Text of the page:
The state of the beaches of Malaga city after the summer solstice celebrations last year. SUR
Anti-litter campaign launched for Malaga's beaches to prevent a repeat of these scenes on Night of San Juan

Anti-litter campaign launched for Malaga's beaches to prevent a repeat of these scenes on Night of San Juan

Almost 35 tonnes of rubbish was left on the sands after the popular 23 June celebrations last year, when people gathered to celebrate the summer solstice

Ignacio Lillo


Tuesday, 18 June 2024, 15:29

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College students have helped launch an anti-litter campaign targeted at people who plan to celebrate the Night of San Juan (Noche de San Juan) on 23 June along Malaga city's beaches.

The "This is yours" campaign launched by the Aula del Mar Mediterráneo Foundation (FAMM) and ESIC students is aimed at reducing the amount of rubbish left on provincial beaches following last year's celebrations which saw piles of litter left behind.

The students of the college's marketing and digital business degrees, together with the conservation organisation, want to get the message across that Sunday should be a party of fun without waste.

The foundation presented the initiative as a challenge during a talk on awareness-raising and volunteer recruitment at the college. Several students accepted the challenge and, under the proposal of one of their teachers, organised a workshop. With the support of the creative team, the students devised strategies to encourage more responsible practices for the major celebration on the beaches of Malaga.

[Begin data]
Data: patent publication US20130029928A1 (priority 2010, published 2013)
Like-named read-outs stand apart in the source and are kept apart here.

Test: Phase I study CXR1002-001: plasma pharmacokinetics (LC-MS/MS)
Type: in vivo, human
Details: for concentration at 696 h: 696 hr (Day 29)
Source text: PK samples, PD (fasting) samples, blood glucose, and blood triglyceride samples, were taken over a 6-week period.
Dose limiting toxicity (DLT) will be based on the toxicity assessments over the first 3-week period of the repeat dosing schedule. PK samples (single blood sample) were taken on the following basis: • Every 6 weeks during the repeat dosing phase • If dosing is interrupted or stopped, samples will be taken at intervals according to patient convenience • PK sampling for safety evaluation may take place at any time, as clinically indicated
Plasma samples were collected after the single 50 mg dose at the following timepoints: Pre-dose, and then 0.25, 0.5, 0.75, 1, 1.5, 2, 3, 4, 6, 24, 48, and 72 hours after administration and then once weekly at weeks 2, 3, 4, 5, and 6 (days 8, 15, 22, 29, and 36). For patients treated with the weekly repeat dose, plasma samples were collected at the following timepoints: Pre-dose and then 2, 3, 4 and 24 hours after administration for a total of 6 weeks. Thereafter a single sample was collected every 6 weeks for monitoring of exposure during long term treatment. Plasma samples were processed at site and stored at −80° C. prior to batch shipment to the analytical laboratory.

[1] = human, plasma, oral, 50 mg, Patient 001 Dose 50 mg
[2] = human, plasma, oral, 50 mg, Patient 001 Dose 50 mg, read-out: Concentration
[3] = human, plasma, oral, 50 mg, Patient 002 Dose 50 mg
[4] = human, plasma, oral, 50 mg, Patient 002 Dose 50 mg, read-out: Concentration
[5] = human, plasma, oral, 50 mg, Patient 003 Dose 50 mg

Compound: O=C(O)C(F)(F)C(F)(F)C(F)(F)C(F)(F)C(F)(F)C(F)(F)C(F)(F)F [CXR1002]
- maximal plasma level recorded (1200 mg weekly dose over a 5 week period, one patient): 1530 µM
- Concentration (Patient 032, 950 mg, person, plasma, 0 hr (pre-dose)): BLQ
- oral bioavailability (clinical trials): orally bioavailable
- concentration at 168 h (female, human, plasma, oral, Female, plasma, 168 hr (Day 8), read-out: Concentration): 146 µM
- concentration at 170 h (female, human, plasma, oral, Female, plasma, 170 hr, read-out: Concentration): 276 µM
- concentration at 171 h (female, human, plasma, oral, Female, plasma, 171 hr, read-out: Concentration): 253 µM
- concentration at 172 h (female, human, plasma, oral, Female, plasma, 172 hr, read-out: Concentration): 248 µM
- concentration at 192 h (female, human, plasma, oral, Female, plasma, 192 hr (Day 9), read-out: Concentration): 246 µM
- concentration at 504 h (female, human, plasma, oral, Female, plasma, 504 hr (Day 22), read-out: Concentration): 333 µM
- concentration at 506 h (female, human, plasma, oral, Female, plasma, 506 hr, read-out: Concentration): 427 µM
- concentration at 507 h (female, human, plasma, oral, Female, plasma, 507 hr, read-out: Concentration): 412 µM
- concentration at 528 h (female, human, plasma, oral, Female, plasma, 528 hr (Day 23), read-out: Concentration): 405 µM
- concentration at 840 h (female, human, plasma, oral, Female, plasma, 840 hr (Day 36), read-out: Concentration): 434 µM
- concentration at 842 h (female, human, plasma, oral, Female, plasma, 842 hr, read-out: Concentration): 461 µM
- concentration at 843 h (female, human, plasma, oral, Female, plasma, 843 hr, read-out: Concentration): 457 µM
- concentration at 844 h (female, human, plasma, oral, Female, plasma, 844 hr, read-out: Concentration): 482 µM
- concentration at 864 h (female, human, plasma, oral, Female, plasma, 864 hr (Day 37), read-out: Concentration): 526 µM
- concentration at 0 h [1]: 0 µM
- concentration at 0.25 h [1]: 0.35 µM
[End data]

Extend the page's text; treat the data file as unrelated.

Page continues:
"This project not only allows students to apply their knowledge in a real context, but also highlights the commitment of EIG Education and FAMM to environmental education and conservation, and to demonstrate their firm commitment to sustainability," said the Aula del Mar Mediterráneo.

The Libera project, in which SEO Birdlife and Ecoembes are involved, is also trying to raise public awareness of the effects the Night of San Juan has on beaches and marine life. The organisation warns in particular about the case of Malaga, where the beaches dawned the day after this popular festival with no less than 34.7 tonnes of waste on the sand last year, much of which ended up in the water and had harmful effects on sea life.

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